Let´s do a fact check. In order to get certifications (e. g.…

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KITE Freiburg

Which type of conference delegate are you?

This text has been translated from a German original written by Dr. Eliza Leusmann (published in Nachrichten aus der Chemie (April 2018, p. 4KITE Freiburg46)). The drawings are from Maike Hettinger.

 

 

Answer these eight questions in order to prove once more, ‘We´re all individuals- me not!’

 

 

1) When do you sign up for a conference?

  1. Whenever my boss tells me to.
  2. … the early bird …
  3. … can bugger off!
  4. Whenever my secretary reminds me to do so.
  5. When rumours that the colleagues will attend go around the institute.
  6. Oops, until when was the registration deadline?

 

2) Where are you during the talks?

  1. Exactly where I belong- on stage!
  2. I sit in the front third on the left side, centre of row.
  3. Centre-centre, where everyone can see me well.
  4. I wait with my friends in the reception hall. There will be coffee soon, right?
  5. I sit at the back, so people don´t take as much notice if I snore.

 

3) What do you wear during the conference?

  1. Whatever my wife picked for me.
  2. The up-market red blazer, as always. That will be recognised and remembered.
  3. Ahm, the stuff from yesterday is still fine, I guess.
  4. Jacket and shirt, ironed.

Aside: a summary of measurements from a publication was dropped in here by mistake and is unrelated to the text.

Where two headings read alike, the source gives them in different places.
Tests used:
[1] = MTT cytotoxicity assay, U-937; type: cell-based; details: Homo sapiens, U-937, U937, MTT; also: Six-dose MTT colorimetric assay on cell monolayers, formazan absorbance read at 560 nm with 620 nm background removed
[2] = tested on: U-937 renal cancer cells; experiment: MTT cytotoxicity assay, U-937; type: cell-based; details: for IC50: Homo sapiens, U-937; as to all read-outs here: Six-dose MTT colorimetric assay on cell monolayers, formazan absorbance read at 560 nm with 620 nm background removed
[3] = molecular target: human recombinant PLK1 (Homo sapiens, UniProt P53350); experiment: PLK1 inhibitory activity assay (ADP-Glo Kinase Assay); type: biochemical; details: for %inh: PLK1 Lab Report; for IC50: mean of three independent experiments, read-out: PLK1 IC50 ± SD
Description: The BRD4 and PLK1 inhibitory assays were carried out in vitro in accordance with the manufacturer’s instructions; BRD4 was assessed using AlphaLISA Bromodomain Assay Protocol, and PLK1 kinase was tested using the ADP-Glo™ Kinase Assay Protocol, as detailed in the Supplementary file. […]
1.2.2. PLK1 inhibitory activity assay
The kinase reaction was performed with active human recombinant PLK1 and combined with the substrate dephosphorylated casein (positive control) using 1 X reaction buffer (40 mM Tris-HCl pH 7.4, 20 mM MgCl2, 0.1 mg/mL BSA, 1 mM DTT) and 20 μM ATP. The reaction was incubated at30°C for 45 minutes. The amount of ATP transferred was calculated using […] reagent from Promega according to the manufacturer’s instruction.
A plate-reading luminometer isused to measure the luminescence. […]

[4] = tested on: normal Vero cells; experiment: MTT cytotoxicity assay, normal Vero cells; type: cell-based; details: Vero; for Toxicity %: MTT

5. Hoodie and jeans, what else?
  6. My conference pants. Cord trousers, that keep me warm, super-comfy.

 

4) What do you present to the other participants?

  1. Nothing.
  2. My poster.
  3. My latest results.
  4. Myself.
  5. How to network.
  6. Almost the same as on the last conference, I am just updating it.
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Analytica

Trade fairs for job hunting

Trade fairs are great events, not only for buying or selling equipment, but also for networking and career development. Am I talking about career fairs? No, at the end of this post you´ll know why trade fairs might be better than career fairs for job starters.

I just came back from this year´s Analytica trade fair in Munich, which I am using extensively to network and expand my collaborations. I want to share my thoughts about the trade fair setting, my preparation and my strategy.

 

Why is a trade fair so useful for job seekers?

 

Going to a career fair for life scientists can be a tiring experience. A multitude of graduates overcrowds even spacious halls and leads to stress for all attendees, regardless of their role. After queuing for ages, you get to pitch to an HR manager, “Hi, I am Philipp, I graduated…” You finish with the feeling that your poor conversation partner already had to listen to similar messages many, many times that day. “Thanks a lot for your interest in our company, please submit your application via our online platform.” “Can I leave my card…?” “Not necessary, all applicants go through the same process.”

Career fairs are not pointless, they can provide lots of useful information specifically for job starters. But it´s a very difficult setting to leave a lasting impression and to gain meaningful contacts.

Trade fairs, on the other hand, are there to sell and buy goods. What are graduates doing here? Imagine the following scenario.…